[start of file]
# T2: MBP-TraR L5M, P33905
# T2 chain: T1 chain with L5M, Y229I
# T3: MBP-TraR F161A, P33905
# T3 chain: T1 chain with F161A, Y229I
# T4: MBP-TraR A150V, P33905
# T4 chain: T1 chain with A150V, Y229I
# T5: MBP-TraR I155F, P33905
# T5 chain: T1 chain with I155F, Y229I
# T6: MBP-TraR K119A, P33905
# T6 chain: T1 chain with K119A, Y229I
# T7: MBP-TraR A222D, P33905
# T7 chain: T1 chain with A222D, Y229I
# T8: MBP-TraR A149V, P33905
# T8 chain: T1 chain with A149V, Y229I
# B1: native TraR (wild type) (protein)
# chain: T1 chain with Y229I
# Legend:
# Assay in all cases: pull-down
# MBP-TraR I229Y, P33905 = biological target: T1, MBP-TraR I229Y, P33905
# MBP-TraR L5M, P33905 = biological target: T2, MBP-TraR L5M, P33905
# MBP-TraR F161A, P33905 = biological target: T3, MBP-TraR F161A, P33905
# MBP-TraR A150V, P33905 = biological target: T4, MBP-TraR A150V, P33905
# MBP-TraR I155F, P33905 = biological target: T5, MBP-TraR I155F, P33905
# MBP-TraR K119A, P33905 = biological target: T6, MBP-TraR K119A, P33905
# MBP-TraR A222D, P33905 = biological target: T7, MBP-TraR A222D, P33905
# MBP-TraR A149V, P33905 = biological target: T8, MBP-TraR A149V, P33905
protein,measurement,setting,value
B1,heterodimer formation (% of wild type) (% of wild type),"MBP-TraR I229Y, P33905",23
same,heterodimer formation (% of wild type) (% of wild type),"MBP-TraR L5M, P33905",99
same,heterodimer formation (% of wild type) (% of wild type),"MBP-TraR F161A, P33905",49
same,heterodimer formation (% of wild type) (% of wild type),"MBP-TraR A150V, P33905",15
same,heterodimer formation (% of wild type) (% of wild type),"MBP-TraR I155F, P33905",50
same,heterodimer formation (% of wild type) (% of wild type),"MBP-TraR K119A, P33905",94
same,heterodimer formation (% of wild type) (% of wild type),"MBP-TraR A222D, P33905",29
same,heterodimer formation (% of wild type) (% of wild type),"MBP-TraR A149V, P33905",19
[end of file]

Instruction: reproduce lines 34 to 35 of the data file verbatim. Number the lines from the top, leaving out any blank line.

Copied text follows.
same,heterodimer formation (% of wild type) (% of wild type),"MBP-TraR A222D, P33905",29
same,heterodimer formation (% of wild type) (% of wild type),"MBP-TraR A149V, P33905",19